The Gates of Guinee (The Casquette Girls #4) by Alys Arden




Part I





The Gates





Legend does not contradict history. It preserves the fundamental matter but magnifies and embellishes it.

—Adrien Rouquette





CHAPTER 1





Traitor





April 30th



The metallic aftertaste of her blood still tugged at my senses.

The girl lay unconscious against the attic wall in Raúl’s chains, her wet auburn hair even more vibrant now against her pallid skin. Dark circles had formed beneath her anemic eyelids, and her clothes were charred in spots, muddy in others, but the base notes of jasmine from her Dior eau de parfum still drenched her collar.

I set a glass of water on the floor next to her, offering none to Carina or Josif, and stretched out my arm, flexing and straightening my wrist, the newly formed skin taut. It had been at least a century since I’d needed to heal so completely, and despite the pain, or perhaps because of the pain, it was reinvigorating. Or perhaps it was the anxious words Adele had said to me on the Moonwalk: “He knows about the grimoire.”

Callisto Salazar knows about our book of shadows.

Which also meant he must have figured out Adele’s connection to León. What other concern would he still have with her? In my human years, I might have felt panicked by this news—my family’s gravest enemy, a witch now imbued with unprecedented power, going after my ancestral rites—but I wasn’t panicked.

I wasn’t human.

My teeth sank into my bottom lip, pricking blood. I’d spent the last four hundred years looking for that book, but this was the first time I’d felt on the precipice of discovering it. I’d shed my skin under the Flower Moon, and I was ready to devour every last Ghost Drinker if need be.

I tapped Callisto’s ring against the floor, imagining it on Jakome Salazar’s finger, imagining his coven slipping into the darkness, attacking us in our slumber all those years ago. I had been only a child but still remembered the distress echoing through the silent stone walls of the palazzo. How my mother had stashed the four of us in a hidden chamber. How Gabriel and Emilio had refused to stay hidden. How tightly Giovanna had wrapped her arms around me whilst we waited in the cold. It was a lifetime ago. Several. But now, mayhem gave monsters the freedom to stretch, and I was going to rip Callisto Salazar limb from limb.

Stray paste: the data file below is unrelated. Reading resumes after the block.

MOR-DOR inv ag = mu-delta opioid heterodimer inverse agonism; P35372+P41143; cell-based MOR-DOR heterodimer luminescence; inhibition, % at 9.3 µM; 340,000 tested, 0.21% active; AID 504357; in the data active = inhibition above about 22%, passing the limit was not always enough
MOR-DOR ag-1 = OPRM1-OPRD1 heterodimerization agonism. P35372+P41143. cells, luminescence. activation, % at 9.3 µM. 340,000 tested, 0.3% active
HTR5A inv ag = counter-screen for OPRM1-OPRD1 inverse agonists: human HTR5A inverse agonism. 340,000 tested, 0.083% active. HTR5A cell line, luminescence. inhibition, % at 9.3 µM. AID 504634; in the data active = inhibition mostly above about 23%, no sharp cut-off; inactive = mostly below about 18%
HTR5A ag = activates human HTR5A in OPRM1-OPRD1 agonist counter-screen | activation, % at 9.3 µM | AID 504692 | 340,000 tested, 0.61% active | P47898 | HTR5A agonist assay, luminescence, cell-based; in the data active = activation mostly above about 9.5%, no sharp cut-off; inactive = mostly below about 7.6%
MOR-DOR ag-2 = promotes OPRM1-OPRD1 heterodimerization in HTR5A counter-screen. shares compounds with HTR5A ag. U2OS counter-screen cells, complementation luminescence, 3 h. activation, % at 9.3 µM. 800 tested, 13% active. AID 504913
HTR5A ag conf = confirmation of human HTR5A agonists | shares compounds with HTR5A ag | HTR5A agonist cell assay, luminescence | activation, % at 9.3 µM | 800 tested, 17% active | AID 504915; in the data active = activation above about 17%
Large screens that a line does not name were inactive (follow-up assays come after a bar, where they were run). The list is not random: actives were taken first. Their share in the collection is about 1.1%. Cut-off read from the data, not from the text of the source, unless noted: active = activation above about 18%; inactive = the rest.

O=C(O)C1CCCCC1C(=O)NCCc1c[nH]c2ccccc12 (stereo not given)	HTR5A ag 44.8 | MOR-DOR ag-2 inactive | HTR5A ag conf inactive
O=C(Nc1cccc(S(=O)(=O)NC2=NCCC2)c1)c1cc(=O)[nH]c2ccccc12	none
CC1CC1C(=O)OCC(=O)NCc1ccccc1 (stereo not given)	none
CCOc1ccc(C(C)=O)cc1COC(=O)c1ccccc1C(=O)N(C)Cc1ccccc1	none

I didn’t know for certain if I could ever truly get my magic back, but I knew in my blood that if there was a chance, it lay in that book. In that spell, l’elisir di vita. If it could give León, a mortal witch, eternal life, who knew what it could do for a vampire?

I was ready to shed this skin a final time.

The witchling stirred, awakening. She might have borne the name of the Salazar coven, but a true Animarum Praedator she was not. She’d shown her Spektral magic to me twice now, and it had nothing to do with drinking spirits. Her sculpted brows, perfectly trimmed cuticles, and designer blouse revealed her privilege, and I wondered which of her insecurities Salazar had exploited so she’d do his bidding. Had her father not given her enough affection when she was a child, or had she been rebelling against her mother’s fine Southern pedigree when she rode on the back of Callisto’s bike, wind blowing her hair?

Being a witch hadn’t been enough for her, and surely he’d promised her the magical universe.

Traditionally, vampires healed the wounds we inflicted so our victims could slip back into society none the wiser, our dark secrets remaining hidden in the obsidian of night, but the gashes in her neck were still raw. She won’t be slipping back with anyone.

I grazed her silky blouse with my knuckle and then ripped the sleeve with a quick, loud tear.

Her eyes popped open. She looked away from my fangs as she discovered the morose nightmare she’d been having was reality.

“Don’t fret. I’m not going to rip any more of your clothes away.”

She returned her gaze and made a valiant attempt to spit in my face. I grabbed her jaws, pinching, and a sound gnarred from the back of her throat, the snarl of a wild little beast.

“But he might rip off your head,” Carina jeered from her shadowy corner. Moonlight from the window spilled ghoulishly over her cheeks. She was still pale and gaunt from Lisette’s feeding early in the evening. Such a loss of blood would have been life-threatening for anyone but a Ghost Drinker.

Josif grunted from the adjacent corner, but my attention didn’t waver. As I’d suspected, beneath the torn silk, the girl bore a circular Maleficium. The mark of an Aether.